Didn’t see that one coming.
How can you respond thoughtfully to your participant’s spontaneous question… without disregarding the agenda for your virtual presentation?
Most importantly, how can you use this opportunity to communicate empathy and respect for the dynamics that led them to ask the question… and establish your authority on the topic?
Follow these eight tips for facilitating a great Q&A.
1. Establish guidelines for how questions will be answered.
Can learners expect you to answer their questions in the chat box throughout your talk? If so, it’s all the more important to have a producer to help make sure you don’t miss any urgent questions in the chat stream.
Or are you setting aside specific times when you’ll answer questions? Perhaps after a break, when learners can type anonymous questions in an “Ask-It Basket”?
Make these guidelines clear up front, so that your learners don’t feel ignored, and you don’t feel caught off guard.
2. Seek clarification.
After you receive a question, thank the participant for asking. Affirm them for caring enough about the content to ask an insightful question. And be sure to listen to the question fully, paraphrase it back to them, and confirm with them that you understood it.
3. Answer with stories and examples.
Don’t merely respond with theories and generic best practices. Respond with concrete stories and examples of those theories in action, wherever possible. Your responses will be more convincing and memorable.
4. Bring the question and answer back to your presentation.
Frame your response in a way that points learners back to the main points of your presentation. And when someone asks a question that you’re already planning to cover in a later part of your presentation, use the question as an opportunity to tease that content and build curiosity.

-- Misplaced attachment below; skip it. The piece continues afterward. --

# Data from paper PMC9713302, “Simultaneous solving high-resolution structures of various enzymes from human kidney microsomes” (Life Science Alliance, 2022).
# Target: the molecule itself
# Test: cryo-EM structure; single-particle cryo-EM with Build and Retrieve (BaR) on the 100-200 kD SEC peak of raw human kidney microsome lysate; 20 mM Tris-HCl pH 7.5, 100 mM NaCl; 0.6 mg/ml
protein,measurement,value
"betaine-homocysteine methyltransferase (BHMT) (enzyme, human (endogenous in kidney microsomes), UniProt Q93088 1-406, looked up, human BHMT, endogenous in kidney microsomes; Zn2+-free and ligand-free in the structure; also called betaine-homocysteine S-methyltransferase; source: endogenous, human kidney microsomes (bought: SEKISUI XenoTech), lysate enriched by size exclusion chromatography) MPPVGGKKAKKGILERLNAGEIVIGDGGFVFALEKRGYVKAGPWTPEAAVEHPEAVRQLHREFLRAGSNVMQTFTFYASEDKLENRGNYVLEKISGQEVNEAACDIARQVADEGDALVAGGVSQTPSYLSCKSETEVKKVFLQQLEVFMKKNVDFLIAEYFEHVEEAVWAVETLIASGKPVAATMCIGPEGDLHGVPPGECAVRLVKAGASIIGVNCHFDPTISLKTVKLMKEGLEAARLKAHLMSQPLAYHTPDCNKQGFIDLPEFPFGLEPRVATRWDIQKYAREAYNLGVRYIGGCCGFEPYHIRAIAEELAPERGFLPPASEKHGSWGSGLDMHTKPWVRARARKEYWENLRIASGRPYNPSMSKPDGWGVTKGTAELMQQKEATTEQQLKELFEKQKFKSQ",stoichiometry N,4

5. Confirm that you answered the question.
After answering, ask the participant who raised the question whether they feel you answered it completely.
6. If you don’t know the answer, that’s OK.
Be honest. They’ll respect your humility. Promise to do further research and circle back with them, so that you can provide them with a complete answer.
7. Have your own “back pocket” questions ready.
What’s a common question or misconception that many audience members have on your presentation topic, but that your listeners might be too shy to ask?
Always be ready to tee up and answer that question for your audience. It’ll give you a chance to knock an answer out of the park early in the Q&A, and it might help inspire participants to think of other questions.
8. Don’t close with the Q&A.
If you want to do a Q&A near the end of your talk, do it before your closer, so that you leave your audience with a final illustration, story or activity that helps them remember and apply their key ideas from your presentation.
So which of those tips are you best at right now? Which one highlights an opportunity for you to grow as a Q&A facilitator?